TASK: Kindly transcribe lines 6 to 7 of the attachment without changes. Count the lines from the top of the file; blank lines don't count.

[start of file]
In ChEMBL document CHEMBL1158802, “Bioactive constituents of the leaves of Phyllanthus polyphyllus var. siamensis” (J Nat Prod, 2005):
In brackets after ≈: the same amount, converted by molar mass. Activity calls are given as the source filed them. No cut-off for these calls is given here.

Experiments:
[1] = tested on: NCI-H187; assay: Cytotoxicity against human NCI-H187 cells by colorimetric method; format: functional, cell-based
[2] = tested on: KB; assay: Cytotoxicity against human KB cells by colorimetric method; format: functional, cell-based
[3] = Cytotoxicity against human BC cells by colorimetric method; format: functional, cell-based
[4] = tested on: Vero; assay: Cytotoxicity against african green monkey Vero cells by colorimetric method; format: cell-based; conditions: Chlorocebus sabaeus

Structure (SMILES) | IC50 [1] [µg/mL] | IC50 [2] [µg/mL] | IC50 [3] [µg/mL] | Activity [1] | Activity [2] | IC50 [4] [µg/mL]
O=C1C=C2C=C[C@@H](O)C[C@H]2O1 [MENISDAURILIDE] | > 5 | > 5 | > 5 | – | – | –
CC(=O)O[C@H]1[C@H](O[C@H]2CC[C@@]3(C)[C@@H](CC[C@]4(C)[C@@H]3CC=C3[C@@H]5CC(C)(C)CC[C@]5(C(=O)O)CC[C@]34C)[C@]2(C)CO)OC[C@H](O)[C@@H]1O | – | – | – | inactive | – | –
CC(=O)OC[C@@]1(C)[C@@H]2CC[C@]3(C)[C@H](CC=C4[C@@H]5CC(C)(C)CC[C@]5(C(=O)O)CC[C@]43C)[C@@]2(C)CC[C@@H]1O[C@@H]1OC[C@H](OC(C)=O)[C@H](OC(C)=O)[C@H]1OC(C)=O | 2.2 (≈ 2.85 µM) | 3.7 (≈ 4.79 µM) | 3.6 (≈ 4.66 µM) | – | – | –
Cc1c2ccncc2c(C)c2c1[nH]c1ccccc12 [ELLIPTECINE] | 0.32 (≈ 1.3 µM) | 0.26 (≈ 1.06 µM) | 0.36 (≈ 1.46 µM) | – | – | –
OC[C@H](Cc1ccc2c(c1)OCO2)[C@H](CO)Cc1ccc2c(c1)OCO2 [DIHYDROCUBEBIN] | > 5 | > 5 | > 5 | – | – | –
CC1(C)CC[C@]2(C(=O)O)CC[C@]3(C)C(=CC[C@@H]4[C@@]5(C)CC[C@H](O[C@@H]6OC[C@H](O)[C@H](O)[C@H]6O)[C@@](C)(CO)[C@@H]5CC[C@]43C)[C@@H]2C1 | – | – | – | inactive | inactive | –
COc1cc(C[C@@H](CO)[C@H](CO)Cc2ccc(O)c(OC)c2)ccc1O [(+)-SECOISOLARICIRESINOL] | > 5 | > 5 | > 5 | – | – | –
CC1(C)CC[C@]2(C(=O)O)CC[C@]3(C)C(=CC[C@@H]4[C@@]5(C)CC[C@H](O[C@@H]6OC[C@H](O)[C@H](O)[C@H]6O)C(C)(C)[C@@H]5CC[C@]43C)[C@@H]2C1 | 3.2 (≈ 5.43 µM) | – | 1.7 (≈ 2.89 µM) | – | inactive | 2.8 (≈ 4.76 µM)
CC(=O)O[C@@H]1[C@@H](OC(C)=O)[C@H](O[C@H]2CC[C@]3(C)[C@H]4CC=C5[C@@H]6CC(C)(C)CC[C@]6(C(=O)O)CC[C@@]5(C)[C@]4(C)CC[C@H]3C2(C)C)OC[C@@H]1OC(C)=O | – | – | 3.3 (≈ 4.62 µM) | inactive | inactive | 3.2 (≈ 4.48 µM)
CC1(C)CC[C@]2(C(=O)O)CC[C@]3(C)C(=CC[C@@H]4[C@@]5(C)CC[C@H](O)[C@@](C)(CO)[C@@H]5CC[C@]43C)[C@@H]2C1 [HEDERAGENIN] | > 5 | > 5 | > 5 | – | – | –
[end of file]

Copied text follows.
[3] = Cytotoxicity against human BC cells by colorimetric method; format: functional, cell-based
[4] = tested on: Vero; assay: Cytotoxicity against african green monkey Vero cells by colorimetric method; format: cell-based; conditions: Chlorocebus sabaeus